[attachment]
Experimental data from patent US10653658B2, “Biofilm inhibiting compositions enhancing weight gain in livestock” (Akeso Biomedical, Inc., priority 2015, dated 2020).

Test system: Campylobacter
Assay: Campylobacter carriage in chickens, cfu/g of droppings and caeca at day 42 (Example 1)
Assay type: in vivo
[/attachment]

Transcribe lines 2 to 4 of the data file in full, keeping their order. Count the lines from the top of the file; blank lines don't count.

Test system: Campylobacter
Assay: Campylobacter carriage in chickens, cfu/g of droppings and caeca at day 42 (Example 1)
Assay type: in vivo